Category Archives: Flying Things

First testflights of my DIY solar plane

This is a new project I have been working on for the last couple of mounts. A solar power autonomous plane. My goal with this project is to make a plane that is capable of sustaining powered flight using solar power.

My main sources of inspiration are the solar planes that Daniel Riley from RCTESTFLIGHT made: and also this project by Magnus Lindström:

My plane is scratch-built for the purpose of being a solar plane. Completely my own design. It has a large wing area for mounting solar cells and is relatively lightweight. The wing is built with depron and a wooden wing spar. It has a flat bottom wing profile that is similar to the classic Clark Y. The fuselage is built using balsa wood, and a fiberglass fishing pole as the tail boom. The wingspan is 2.5 meters. Total flying weight without solar sells is exactly 2 Kg, with gives a wing loading of about 24 grams per square decimeter.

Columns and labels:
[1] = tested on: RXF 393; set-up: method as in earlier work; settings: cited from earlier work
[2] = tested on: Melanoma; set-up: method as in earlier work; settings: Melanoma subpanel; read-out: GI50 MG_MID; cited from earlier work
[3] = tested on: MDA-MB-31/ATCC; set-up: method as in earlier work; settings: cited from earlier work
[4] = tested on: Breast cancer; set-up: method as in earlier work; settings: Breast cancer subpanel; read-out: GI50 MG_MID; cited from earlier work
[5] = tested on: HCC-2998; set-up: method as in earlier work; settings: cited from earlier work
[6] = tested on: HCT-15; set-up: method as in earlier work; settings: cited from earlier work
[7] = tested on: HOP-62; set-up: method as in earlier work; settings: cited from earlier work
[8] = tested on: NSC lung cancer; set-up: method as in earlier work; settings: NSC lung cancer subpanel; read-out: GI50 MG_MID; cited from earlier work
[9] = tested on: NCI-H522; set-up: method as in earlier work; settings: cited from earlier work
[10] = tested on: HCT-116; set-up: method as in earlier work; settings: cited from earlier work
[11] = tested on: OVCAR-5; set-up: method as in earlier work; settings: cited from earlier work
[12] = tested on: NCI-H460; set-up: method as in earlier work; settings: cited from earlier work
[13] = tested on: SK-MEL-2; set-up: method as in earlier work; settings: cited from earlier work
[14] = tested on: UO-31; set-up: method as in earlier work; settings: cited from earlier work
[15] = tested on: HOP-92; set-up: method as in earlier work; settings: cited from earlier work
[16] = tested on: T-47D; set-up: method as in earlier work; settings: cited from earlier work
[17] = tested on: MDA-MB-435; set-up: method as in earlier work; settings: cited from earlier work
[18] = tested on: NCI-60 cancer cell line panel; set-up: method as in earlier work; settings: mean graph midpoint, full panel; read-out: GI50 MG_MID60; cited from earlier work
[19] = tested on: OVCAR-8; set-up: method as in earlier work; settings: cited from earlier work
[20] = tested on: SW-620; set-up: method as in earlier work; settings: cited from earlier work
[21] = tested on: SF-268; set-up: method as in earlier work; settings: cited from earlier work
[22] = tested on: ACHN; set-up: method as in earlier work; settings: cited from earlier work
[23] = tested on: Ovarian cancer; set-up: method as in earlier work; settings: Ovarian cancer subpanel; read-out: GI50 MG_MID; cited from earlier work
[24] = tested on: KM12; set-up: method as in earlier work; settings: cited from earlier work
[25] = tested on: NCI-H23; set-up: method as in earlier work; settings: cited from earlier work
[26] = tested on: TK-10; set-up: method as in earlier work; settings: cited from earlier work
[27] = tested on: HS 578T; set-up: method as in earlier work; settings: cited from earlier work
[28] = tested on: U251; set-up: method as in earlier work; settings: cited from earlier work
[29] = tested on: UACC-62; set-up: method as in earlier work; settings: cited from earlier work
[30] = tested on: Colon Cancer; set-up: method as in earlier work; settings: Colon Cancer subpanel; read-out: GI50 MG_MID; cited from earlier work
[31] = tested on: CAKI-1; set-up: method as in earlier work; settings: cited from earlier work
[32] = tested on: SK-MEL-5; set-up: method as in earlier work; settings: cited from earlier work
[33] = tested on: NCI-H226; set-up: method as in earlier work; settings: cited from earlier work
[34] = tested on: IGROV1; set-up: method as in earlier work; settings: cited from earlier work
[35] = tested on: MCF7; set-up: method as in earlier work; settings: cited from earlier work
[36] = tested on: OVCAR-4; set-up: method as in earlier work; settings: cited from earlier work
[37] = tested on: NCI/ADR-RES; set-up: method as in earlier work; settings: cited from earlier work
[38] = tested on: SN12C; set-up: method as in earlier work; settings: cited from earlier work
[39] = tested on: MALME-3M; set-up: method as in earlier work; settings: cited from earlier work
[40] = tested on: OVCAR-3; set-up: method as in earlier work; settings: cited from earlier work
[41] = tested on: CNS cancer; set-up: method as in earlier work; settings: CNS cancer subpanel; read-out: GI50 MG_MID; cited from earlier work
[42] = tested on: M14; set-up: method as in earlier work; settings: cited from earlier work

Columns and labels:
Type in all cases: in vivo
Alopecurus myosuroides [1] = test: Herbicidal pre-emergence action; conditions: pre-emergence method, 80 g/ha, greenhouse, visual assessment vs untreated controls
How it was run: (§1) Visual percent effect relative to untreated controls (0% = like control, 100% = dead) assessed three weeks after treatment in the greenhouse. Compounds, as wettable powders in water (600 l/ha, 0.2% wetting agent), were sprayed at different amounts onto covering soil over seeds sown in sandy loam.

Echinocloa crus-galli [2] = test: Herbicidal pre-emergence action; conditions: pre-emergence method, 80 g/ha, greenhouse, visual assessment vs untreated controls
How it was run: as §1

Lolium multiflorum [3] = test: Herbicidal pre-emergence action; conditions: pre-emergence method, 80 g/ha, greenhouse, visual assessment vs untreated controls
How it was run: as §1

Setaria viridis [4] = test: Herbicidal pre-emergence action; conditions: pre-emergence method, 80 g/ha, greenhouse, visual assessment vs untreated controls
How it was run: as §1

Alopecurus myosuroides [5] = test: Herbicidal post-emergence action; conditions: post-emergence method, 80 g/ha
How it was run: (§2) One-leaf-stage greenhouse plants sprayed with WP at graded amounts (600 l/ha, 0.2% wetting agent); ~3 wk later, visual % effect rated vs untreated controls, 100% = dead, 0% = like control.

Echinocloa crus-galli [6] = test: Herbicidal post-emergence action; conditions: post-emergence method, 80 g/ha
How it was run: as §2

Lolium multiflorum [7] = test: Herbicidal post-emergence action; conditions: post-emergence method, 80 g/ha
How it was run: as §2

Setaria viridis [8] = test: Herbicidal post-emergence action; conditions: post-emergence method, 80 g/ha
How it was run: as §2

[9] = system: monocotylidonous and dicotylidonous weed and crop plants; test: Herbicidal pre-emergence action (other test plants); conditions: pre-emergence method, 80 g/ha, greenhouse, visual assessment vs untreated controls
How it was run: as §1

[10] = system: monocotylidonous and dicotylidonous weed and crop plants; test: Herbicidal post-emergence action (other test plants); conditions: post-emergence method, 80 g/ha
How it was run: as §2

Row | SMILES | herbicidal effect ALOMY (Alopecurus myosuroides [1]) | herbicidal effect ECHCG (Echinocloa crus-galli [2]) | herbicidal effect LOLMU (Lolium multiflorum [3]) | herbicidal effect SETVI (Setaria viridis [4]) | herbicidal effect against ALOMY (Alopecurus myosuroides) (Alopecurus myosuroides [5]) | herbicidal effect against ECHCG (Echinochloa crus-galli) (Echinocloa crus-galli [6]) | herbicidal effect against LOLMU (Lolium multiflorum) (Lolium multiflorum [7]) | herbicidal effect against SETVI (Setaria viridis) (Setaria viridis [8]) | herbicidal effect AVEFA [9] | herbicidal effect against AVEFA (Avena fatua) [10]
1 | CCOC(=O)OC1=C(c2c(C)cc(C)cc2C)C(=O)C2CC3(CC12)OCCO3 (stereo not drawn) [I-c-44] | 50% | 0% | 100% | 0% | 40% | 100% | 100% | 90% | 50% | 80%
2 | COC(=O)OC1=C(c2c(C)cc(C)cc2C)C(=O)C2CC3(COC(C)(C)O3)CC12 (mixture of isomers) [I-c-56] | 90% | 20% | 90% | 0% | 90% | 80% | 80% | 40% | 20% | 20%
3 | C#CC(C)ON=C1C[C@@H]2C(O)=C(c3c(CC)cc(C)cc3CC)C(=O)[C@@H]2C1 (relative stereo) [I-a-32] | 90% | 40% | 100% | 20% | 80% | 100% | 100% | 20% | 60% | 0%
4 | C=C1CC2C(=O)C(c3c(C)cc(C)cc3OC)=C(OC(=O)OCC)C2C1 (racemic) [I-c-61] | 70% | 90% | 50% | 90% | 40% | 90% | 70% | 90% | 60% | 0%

The plane is using a 750 KV drone motor spinning a 13 inch propeller. This is powered by a 4-cell Li-Ion battery made of Samsung 50E 21700 cells. I am using a Mateksys 765 wing flight controller running the ArduPlane software. The plane is capable of flying GPS waypoint missions fully autonomously. There is also an airspeed sensor with a pitot tube mounted in the wing for improved speed control, and therefore improved efficiency.

I have not yet installed the solar cells on the wing. I wanted to do some flight testing first, since the solar cells are fragile and expensive. The plane is very efficient. In calm wind conditions the plane consumed 1730 mAh while cruising at 10 m/s at a constant altitude for 45 minutes. This results in an average consumption of about 2.3 Amps or about 35 Watts. Power consumption is slightly higher in windy conditions. The added weight of the solar cells on the wing will also increase power consumption slightly.